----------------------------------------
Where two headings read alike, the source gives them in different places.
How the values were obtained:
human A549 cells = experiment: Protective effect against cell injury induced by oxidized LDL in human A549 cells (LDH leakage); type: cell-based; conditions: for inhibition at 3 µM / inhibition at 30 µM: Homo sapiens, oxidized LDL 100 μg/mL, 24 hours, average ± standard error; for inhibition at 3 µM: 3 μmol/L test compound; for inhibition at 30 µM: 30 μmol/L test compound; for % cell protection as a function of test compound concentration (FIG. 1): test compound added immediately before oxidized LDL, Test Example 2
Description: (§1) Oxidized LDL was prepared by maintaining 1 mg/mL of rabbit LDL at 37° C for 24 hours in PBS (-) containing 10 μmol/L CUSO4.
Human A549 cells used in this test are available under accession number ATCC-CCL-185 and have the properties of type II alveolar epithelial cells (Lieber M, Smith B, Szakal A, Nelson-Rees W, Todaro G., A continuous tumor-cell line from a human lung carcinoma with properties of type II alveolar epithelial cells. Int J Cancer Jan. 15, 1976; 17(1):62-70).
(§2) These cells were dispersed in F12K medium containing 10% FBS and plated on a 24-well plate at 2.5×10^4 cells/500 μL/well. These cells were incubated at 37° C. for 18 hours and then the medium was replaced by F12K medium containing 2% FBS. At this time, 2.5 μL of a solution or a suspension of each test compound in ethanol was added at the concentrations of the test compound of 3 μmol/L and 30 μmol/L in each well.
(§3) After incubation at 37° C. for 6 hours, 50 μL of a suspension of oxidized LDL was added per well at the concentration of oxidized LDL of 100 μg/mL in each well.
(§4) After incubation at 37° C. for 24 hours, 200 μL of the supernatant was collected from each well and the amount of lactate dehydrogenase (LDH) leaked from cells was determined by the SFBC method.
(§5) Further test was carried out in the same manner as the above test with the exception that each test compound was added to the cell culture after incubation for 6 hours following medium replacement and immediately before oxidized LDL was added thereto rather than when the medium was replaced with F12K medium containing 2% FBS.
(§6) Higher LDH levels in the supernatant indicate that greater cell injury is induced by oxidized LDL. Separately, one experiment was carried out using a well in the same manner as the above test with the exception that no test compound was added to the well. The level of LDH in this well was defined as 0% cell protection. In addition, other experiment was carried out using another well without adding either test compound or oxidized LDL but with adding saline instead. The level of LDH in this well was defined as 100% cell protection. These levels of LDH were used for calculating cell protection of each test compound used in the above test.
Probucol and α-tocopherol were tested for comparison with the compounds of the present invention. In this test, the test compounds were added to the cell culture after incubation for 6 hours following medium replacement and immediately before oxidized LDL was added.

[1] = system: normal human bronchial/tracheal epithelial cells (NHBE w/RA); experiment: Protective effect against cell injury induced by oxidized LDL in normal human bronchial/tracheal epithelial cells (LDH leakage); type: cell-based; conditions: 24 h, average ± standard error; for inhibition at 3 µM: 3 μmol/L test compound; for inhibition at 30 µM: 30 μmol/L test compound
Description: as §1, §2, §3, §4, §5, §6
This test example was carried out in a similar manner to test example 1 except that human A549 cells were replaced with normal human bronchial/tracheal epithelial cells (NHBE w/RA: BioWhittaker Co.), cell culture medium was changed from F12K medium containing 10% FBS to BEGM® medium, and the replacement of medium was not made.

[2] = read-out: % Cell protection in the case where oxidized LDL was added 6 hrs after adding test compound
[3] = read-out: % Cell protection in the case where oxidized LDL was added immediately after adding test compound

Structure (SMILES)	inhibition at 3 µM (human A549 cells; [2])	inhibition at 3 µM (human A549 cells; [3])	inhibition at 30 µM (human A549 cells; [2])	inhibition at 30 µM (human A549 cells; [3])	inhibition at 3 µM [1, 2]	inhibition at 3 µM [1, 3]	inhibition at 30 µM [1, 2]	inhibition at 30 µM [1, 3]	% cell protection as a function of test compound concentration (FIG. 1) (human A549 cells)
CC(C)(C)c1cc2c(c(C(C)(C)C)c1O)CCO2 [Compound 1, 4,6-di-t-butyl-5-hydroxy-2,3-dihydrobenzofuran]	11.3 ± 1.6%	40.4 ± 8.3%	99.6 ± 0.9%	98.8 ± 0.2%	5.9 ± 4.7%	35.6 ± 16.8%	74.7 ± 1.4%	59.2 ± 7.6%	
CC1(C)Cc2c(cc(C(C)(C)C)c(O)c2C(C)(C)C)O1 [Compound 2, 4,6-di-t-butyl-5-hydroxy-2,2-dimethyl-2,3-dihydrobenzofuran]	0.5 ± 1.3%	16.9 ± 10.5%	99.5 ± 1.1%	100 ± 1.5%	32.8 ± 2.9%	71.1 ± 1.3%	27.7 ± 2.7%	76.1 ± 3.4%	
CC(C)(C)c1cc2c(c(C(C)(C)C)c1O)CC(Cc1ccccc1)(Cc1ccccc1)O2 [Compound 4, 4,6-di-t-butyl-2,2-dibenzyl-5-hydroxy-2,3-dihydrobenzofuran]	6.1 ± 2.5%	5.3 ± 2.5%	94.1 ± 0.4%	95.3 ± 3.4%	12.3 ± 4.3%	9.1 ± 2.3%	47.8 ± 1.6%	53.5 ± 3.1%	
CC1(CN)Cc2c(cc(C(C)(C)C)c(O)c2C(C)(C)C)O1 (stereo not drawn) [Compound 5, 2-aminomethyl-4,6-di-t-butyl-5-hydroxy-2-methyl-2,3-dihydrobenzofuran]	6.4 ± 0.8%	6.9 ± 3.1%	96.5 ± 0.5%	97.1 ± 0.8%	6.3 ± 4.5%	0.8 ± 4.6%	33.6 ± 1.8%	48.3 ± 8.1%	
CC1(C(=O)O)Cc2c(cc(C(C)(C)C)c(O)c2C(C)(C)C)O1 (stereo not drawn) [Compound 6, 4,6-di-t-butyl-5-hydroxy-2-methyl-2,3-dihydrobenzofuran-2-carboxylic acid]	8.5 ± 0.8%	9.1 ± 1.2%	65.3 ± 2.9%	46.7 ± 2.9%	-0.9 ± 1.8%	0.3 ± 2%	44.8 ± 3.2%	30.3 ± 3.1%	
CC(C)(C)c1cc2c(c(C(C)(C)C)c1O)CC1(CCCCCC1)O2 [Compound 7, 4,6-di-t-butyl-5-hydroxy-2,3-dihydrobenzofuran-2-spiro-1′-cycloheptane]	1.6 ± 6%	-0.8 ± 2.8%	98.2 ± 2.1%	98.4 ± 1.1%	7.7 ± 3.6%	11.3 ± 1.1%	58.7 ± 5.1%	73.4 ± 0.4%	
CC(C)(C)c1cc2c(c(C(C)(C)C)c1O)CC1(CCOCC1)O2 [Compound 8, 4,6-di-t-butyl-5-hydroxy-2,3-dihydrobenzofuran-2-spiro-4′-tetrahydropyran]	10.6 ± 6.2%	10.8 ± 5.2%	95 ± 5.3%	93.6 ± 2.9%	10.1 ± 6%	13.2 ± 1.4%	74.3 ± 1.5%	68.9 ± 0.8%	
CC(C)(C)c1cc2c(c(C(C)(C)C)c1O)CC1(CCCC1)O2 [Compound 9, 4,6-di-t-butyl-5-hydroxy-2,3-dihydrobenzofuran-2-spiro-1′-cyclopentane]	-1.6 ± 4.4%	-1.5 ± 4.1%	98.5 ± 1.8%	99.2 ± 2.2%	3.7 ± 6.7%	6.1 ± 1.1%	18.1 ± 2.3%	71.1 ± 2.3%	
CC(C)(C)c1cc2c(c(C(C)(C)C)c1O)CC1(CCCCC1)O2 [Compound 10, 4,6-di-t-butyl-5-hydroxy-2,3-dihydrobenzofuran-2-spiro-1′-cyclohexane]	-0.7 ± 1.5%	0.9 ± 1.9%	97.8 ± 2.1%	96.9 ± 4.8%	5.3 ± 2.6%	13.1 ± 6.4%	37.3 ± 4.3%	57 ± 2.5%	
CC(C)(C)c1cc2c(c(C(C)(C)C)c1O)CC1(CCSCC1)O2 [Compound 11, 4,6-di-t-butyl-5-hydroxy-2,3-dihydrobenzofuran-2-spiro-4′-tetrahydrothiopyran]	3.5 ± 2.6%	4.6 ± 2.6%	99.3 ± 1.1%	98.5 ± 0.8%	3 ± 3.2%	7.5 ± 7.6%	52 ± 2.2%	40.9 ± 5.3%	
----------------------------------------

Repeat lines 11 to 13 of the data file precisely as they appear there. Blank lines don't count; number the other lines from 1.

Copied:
Probucol and α-tocopherol were tested for comparison with the compounds of the present invention. In this test, the test compounds were added to the cell culture after incubation for 6 hours following medium replacement and immediately before oxidized LDL was added.

[1] = system: normal human bronchial/tracheal epithelial cells (NHBE w/RA); experiment: Protective effect against cell injury induced by oxidized LDL in normal human bronchial/tracheal epithelial cells (LDH leakage); type: cell-based; conditions: 24 h, average ± standard error; for inhibition at 3 µM: 3 μmol/L test compound; for inhibition at 30 µM: 30 μmol/L test compound
Description: as §1, §2, §3, §4, §5, §6